Persistence is beginning to pay off for contract workers at LaGuardia and John F. Kennedy International airports, with the Port Authority and Delta Air Lines agreeing to grant pay increases.
The workers are employed by companies who contract out services such as security, maintenance and custodial and cleaning services for the PA and individual airlines.
Workers, supported by clergy and some City Council members, recently rallied outside LaGuardia, a rally that resulted in 32 arrests for acts of civil disobedience.
But three other airlines, through their national trade association, issued a statement that raised numerous possible legal issues should PA Executive Director Patrick Foye follow through on a threat to ban them from the future Central Terminal at LaGuardia if they do not accede to the demands of the workers and the union that is attempting to organize them into a bargaining unit.
Foye on Jan. 27 called on airlines to give workers making less than $9 per hour an immediate $1 raise; receive the Rev. Martin Luther King Jr.’s birthday as a paid holiday; and work toward some kind of pay and benefit package for those who work at airports.
“As current users of the [Central Terminal Building] you should know that the new CTB lease provisions the developers and airlines ... will be required to sign will mandate those worker protection provisions not only for the CTB but also for each terminal each CTB airline uses at both of the NYC airports,” Foye wrote in a letter dated Feb. 10 to airline CEOs David Barger of Queens-based JetBlue, W. Douglas Parker of American Airlines, and Jeff Smisek of United Airlines. Foye wrote that improved wage and benefit packages cannot wait.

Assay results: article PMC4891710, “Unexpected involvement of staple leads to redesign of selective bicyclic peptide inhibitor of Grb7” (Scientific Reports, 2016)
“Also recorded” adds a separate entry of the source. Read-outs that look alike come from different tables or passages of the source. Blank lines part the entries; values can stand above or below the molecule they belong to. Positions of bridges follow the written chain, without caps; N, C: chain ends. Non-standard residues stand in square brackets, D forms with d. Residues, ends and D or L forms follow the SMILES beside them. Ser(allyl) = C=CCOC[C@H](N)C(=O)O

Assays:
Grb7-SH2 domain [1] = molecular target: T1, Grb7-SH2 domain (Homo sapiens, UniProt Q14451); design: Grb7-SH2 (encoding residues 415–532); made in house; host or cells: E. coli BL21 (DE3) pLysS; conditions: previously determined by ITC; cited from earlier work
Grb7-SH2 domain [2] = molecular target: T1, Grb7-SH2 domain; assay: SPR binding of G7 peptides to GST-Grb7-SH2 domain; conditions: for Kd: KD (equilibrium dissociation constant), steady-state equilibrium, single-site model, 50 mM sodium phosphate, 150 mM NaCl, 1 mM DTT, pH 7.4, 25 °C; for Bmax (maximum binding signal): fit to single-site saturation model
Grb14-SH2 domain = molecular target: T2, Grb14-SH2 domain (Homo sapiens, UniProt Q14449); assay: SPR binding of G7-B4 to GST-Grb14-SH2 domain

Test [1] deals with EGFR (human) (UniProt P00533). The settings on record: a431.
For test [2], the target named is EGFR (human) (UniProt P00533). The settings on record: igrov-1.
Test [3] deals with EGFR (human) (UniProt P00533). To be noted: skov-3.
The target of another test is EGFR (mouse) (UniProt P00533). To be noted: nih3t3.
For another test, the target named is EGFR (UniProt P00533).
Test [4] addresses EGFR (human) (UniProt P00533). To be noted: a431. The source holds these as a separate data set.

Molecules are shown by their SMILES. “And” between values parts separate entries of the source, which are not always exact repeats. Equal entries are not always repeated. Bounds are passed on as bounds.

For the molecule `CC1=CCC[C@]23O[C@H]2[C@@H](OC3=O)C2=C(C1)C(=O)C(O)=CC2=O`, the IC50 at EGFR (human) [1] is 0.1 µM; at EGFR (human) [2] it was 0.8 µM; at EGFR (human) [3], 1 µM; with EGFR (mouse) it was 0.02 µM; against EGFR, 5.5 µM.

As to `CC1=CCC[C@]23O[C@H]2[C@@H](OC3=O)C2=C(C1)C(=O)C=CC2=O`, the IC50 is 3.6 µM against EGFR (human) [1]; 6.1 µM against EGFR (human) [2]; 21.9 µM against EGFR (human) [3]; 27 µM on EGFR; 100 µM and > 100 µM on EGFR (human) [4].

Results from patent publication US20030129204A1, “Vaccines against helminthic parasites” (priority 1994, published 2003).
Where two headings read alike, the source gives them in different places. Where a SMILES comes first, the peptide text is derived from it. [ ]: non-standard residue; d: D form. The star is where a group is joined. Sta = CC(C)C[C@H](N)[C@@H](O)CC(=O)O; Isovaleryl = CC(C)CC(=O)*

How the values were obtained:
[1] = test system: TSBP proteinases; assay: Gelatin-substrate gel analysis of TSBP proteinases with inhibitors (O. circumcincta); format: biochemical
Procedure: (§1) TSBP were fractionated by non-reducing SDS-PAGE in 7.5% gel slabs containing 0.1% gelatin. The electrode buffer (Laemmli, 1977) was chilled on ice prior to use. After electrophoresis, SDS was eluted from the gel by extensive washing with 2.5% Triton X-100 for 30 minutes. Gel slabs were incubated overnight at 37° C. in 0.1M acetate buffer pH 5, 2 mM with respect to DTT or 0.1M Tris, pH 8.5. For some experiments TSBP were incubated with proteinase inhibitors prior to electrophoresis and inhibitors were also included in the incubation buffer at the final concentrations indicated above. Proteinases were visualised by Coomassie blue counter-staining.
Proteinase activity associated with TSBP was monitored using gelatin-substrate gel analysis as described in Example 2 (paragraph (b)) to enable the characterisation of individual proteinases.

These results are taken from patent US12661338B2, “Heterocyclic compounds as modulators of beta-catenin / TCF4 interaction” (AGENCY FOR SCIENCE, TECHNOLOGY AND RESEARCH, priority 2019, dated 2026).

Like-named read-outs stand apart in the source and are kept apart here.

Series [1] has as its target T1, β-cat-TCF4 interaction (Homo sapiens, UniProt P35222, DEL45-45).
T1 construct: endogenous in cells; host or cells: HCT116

“By taking this action, we will together treat these workers justly, reduce turnover, enhance service levels and place all airlines at the New York City Port Authority airports on a level taxiway, so to speak,” Foye wrote.
Delta agreed to the conditions on Jan. 29. In a statement from his office on Tuesday, Councilman Daneek Miller (D-St. Albans), a former transit union leader, congratulated the workers and applauded Delta.
“I urge the three remaining airlines at John F. Kennedy and LaGuardia airports to follow suit,” Miller said. “This issue strikes at the heart of the ‘two cities’ that New York has become.”
Miller is chairman of the Council’s Civil Service and Labor Committee.
And while Foye was appointed to the PA by Gov. Cuomo, Gov. Chris Christie of New Jersey has effectively quashed any such raises at Newark-Liberty Airport, which also is operated by the PA.
A call to JetBlue on Tuesday resulted in a referral to Airlines for America, which raised the aforementioned legal issues in a statement emailed to the Chronicle.
“No company — in any industry — dictates to its vendors what their employees should be paid,” AFA said. “The legislature, not the Port Authority, is the appropriate vehicle through which to make changes to the minimum wage, which would appropriately affect all workers, rather than just those from one industry.”
AFA also pointed out that airlines negotiate individually with their vendors and contractors to obtain goods and services.
“It would raise antitrust law concerns for the airlines to share with each other the details of their agreements or to discuss their plans regarding the terms of their agreements with their contractors,” the statement concluded.